Monday, December 03, 2007

Wes Anderson: Prop as Character

What interests me most about Wes Anderson is that his stories seem to originate from his props—the story serves the prop, in other words, instead of the prop serving the story, as is the usual tendency.

It’s an interesting place to begin a story. Kundera admired Broch’s definition of character through gesture, but this is entirely different: the definition of character through obsessive attachment to an object. Anderson is a fetishist, and all of his characters follow suit.

In the Darjeeling Limited, the prop that plays the starring role is an exquisite collection of suitcases (designed by Marc Jacobs for Louis Vuitton, with “suitcase wildlife drawings” by Eric Anderson). The luggage (and the baggage they represent) are the legacy of the three sons’ father. The supporting cast includes an expensive leather belt, ornate loafers, the father’s glasses, with a cameo by the dad’s razor.

As the main characters disembark the train for their first spiritual experience of the journey, they get sidetracked at the market to buy, well, props. Even the shoes they buy are more prop than footwear. Even the snake they buy--and later mourn when it's taken away, as a child mourns a lost toy--is nothing more than a prop, something to carry, something which their life flows into.

All of these objects are beautiful, works of art in their way, fanciful and surprising, as the story is—as the film is as well. Anderson’s frames are similar to his props in their preciousness and stylization. Everything is so well staged, even the unexpected—his characters move through life as if between a dressing room and a fashion ad. They’re conscious of always being watched, and watching themselves, which is why they need some damn good props.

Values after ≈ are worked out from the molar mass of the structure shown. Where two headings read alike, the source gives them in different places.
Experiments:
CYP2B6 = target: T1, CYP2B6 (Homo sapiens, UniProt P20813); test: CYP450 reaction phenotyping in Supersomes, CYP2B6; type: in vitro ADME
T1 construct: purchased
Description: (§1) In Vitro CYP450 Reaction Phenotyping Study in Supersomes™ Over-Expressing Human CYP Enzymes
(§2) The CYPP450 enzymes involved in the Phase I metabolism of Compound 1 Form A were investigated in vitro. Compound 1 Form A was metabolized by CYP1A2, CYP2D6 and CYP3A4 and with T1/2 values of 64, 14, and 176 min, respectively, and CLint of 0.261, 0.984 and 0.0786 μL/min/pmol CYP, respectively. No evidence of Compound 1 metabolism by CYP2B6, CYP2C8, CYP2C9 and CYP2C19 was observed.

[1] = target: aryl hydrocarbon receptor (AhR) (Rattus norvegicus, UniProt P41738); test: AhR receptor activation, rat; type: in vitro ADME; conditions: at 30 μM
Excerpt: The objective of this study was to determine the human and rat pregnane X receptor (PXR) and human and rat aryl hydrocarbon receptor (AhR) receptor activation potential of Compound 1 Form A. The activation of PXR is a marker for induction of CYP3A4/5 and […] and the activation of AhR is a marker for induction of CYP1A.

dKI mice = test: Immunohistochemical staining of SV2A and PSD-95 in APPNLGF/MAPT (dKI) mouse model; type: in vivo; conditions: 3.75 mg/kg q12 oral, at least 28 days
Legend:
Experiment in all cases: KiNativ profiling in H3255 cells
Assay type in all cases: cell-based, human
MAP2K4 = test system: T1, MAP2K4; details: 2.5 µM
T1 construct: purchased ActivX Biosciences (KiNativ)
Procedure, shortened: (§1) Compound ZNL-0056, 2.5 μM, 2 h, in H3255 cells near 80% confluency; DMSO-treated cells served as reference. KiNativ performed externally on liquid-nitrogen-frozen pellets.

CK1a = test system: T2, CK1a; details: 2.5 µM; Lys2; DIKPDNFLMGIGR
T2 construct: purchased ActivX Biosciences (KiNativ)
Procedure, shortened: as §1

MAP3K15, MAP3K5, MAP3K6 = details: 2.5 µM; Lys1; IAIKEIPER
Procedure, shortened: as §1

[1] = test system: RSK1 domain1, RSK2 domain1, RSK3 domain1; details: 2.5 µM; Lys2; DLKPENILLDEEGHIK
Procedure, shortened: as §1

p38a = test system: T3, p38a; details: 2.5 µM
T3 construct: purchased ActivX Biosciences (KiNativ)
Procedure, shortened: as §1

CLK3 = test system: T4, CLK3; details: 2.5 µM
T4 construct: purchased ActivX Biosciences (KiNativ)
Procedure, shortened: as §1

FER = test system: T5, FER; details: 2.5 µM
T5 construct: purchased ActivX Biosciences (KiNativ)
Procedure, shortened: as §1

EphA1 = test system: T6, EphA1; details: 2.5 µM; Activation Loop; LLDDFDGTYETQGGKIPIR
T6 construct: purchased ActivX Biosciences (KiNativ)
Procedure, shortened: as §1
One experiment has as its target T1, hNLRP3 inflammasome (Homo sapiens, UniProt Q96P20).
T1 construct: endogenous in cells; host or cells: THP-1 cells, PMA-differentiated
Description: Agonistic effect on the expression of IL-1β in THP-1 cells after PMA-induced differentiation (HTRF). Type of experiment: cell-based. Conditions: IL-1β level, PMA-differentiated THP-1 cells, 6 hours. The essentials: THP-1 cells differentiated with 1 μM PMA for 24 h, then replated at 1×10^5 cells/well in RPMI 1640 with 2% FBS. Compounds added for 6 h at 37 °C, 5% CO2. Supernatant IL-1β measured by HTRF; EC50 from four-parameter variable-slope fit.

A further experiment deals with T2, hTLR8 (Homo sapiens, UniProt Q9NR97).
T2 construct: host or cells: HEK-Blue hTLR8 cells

As A.O. Scott wrote in the Times, Anderson’s “frames are, once again, stuffed with carefully placed curiosities, both human and inanimate; his story wanders from whimsy to melancholy; his taste in music, clothes, cars and accessories remains eccentric and impeccable.”

Of course, getting rid of the props, ditching the style, is the key to happiness (at least the Buddhists would say this), and the three brothers in the film, after their spiritual journey, their attempt to be “brothers like we used to be,” to “say yes to everything,” leave the prized suitcases behind in a dramatic ending that might be called a Buddhist chase scene.

I wish he’d make a sequel starring the luggage that has been left behind. As much as I enjoy his kooky, singular vision, I sometimes can’t help but think that the guy is too damn cool, even when he’s on a spiritual journey. He can’t take off his sunglasses. He doesn’t know how, or if, people can be people without their affectations, obsessions, and fetishes.

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